Photo: Uriel Sinai/Getty Images
India announced an unexpected ban on cotton exports yesterday driving up prices.The last time prices surged, falling demand wasn’t the only consequence.
After supply disruptions started in 2010, cotton prices exploded from $0.70 to about $2.25 per pound last year. And a bit of chaos ensued.
Here’s some of what happened.
In Texas, farmers and the some of the world’s biggest cotton traders began sparring over supplies as the price of a cotton bale soared at one point to $2.25 per pound. Merchants purchasing cotton from Texan farmers accused them of not upholding contracts signed when cotton prices were lower, according to Financial Times. The spats ended in lawsuits, arbitration claims and an anonymous tip line – the cotton integrity reporting line – for informants.
The International Cotton Association (ICA) said it received 242 requests for technical arbitrations in 2011, a record number that was over five times their normal yearly average.
And supply disruptions also impacted earnings of major commodity traders like Glencore which lost over $330 million trading cotton last year. In their earnings announcement they said cotton was by far the key negative to their earnings results:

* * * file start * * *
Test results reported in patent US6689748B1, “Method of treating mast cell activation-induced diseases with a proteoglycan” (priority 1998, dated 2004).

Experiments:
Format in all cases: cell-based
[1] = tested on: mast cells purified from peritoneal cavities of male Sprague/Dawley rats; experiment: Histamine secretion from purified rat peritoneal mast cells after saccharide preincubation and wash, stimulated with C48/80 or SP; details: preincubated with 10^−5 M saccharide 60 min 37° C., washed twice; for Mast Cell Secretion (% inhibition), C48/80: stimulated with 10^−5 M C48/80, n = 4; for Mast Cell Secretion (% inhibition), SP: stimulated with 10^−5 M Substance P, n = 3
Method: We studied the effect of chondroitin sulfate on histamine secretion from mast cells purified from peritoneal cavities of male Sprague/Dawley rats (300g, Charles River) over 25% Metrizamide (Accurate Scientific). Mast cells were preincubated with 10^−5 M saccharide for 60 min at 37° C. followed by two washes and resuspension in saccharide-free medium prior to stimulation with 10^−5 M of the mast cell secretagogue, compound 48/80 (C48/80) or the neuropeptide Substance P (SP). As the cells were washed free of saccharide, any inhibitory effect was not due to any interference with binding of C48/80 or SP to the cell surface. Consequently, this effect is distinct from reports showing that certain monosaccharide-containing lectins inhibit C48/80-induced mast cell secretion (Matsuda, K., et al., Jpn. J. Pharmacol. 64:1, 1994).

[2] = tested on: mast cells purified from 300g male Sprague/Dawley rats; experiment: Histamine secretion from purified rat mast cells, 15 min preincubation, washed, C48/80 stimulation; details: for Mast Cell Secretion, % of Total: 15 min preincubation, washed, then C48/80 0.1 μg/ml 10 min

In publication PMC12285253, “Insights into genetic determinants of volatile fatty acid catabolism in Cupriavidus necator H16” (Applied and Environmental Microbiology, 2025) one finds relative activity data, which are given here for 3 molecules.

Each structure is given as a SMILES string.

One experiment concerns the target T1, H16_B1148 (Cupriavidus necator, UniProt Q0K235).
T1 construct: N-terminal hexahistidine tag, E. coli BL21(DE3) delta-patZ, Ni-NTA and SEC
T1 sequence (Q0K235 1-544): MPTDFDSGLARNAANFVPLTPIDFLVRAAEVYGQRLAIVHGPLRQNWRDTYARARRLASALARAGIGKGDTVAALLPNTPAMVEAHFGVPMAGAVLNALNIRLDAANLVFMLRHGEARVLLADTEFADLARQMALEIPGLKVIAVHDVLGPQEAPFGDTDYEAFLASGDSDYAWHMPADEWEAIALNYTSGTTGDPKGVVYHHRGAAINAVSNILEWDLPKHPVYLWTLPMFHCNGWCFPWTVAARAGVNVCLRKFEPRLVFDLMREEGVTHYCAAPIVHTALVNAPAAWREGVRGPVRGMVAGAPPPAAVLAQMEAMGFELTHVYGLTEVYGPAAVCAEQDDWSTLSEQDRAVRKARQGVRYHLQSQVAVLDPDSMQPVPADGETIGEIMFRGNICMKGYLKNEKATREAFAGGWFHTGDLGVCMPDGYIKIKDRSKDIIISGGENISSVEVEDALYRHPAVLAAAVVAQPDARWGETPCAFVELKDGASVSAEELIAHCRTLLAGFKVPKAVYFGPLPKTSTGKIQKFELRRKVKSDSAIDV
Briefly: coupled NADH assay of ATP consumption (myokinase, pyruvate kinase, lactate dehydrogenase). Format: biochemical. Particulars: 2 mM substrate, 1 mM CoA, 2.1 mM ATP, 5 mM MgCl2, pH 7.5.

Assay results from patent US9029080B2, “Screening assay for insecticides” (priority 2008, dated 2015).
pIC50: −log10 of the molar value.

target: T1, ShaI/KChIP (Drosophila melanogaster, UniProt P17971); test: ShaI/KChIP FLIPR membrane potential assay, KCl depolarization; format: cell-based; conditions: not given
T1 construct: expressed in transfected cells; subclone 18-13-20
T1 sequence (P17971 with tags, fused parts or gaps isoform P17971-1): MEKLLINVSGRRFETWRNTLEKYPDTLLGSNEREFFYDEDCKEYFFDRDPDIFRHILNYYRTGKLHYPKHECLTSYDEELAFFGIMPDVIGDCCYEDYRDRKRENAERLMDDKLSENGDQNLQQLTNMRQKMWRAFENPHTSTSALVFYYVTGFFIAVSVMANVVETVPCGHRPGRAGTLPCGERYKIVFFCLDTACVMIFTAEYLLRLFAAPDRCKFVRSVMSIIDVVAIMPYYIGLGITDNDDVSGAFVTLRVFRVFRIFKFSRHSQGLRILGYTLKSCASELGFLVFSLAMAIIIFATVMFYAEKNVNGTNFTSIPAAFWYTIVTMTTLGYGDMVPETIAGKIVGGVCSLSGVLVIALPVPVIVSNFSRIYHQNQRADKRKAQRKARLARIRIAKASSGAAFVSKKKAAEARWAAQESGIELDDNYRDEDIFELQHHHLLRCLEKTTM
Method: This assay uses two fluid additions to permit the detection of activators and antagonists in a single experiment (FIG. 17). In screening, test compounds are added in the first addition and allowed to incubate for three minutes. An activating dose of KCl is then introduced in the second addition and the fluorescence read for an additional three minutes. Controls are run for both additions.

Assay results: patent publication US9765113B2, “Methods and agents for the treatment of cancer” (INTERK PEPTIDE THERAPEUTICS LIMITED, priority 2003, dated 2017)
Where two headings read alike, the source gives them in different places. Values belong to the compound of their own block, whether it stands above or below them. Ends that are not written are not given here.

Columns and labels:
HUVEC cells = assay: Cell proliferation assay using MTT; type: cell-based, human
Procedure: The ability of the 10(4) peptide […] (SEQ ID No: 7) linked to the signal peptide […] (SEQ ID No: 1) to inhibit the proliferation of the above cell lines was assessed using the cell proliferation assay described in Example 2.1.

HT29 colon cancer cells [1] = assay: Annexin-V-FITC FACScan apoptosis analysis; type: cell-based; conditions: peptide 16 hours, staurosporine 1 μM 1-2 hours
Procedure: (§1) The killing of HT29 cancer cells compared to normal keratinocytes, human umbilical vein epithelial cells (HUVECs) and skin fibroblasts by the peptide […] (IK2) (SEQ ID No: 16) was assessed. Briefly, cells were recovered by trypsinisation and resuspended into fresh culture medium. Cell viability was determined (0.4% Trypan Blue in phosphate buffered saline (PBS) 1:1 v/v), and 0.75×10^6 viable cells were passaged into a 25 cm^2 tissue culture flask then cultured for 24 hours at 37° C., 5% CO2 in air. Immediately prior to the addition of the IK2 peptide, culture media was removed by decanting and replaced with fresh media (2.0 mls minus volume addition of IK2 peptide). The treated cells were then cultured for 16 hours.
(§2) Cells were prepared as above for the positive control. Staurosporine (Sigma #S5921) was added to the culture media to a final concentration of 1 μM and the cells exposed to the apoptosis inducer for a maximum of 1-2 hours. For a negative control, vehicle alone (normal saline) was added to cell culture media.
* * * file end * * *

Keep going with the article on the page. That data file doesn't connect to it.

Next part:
“The cotton market began to normalise by late 2011 after a period of unprecedented volatility. In H2 2011 prices ranged between US¢ 90 and US¢ 110 per pound, having been as high as US¢ 214 per pound early in the year. As noted earlier, contract performance issues and the disconnect between futures prices and physical markets at various times during the year, created a very challenging environment.”
But the biggest risk of all is the vicious cycle this could set in motion. This morning Nomura’s Rob Subbaraman warned that rising commodity prices would push countries to watch out for their own interests by hoarding cotton, banning exports, etc. a scenario that would only make the existing problem worse.